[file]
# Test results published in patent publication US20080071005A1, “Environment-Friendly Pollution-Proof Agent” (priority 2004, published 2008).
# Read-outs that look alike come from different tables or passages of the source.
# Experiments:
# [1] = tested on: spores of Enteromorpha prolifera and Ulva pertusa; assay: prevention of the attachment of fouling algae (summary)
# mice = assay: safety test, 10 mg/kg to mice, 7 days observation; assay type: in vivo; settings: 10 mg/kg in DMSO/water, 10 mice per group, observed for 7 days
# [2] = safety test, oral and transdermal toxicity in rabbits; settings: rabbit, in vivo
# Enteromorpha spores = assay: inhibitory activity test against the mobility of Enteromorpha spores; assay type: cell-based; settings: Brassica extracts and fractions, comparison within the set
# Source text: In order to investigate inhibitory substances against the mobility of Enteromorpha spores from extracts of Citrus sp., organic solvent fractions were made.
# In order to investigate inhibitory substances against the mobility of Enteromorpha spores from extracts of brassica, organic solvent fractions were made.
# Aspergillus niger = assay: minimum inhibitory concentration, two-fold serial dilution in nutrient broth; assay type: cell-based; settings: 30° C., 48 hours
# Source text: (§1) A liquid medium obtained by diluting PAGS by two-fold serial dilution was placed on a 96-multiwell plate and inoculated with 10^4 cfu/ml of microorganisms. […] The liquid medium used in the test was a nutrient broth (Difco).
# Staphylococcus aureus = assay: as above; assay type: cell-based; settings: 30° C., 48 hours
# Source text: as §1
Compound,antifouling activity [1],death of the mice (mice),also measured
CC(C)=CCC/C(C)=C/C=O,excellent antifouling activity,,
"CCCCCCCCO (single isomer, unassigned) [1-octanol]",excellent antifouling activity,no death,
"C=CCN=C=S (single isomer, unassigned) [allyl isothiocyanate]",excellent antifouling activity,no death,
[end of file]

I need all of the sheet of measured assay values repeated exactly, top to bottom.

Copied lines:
# Test results published in patent publication US20080071005A1, “Environment-Friendly Pollution-Proof Agent” (priority 2004, published 2008).
# Read-outs that look alike come from different tables or passages of the source.
# Experiments:
# [1] = tested on: spores of Enteromorpha prolifera and Ulva pertusa; assay: prevention of the attachment of fouling algae (summary)
# mice = assay: safety test, 10 mg/kg to mice, 7 days observation; assay type: in vivo; settings: 10 mg/kg in DMSO/water, 10 mice per group, observed for 7 days
# [2] = safety test, oral and transdermal toxicity in rabbits; settings: rabbit, in vivo
# Enteromorpha spores = assay: inhibitory activity test against the mobility of Enteromorpha spores; assay type: cell-based; settings: Brassica extracts and fractions, comparison within the set
# Source text: In order to investigate inhibitory substances against the mobility of Enteromorpha spores from extracts of Citrus sp., organic solvent fractions were made.
# In order to investigate inhibitory substances against the mobility of Enteromorpha spores from extracts of brassica, organic solvent fractions were made.
# Aspergillus niger = assay: minimum inhibitory concentration, two-fold serial dilution in nutrient broth; assay type: cell-based; settings: 30° C., 48 hours
# Source text: (§1) A liquid medium obtained by diluting PAGS by two-fold serial dilution was placed on a 96-multiwell plate and inoculated with 10^4 cfu/ml of microorganisms. […] The liquid medium used in the test was a nutrient broth (Difco).
# Staphylococcus aureus = assay: as above; assay type: cell-based; settings: 30° C., 48 hours
# Source text: as §1
Compound,antifouling activity [1],death of the mice (mice),also measured
CC(C)=CCC/C(C)=C/C=O,excellent antifouling activity,,
"CCCCCCCCO (single isomer, unassigned) [1-octanol]",excellent antifouling activity,no death,
"C=CCN=C=S (single isomer, unassigned) [allyl isothiocyanate]",excellent antifouling activity,no death,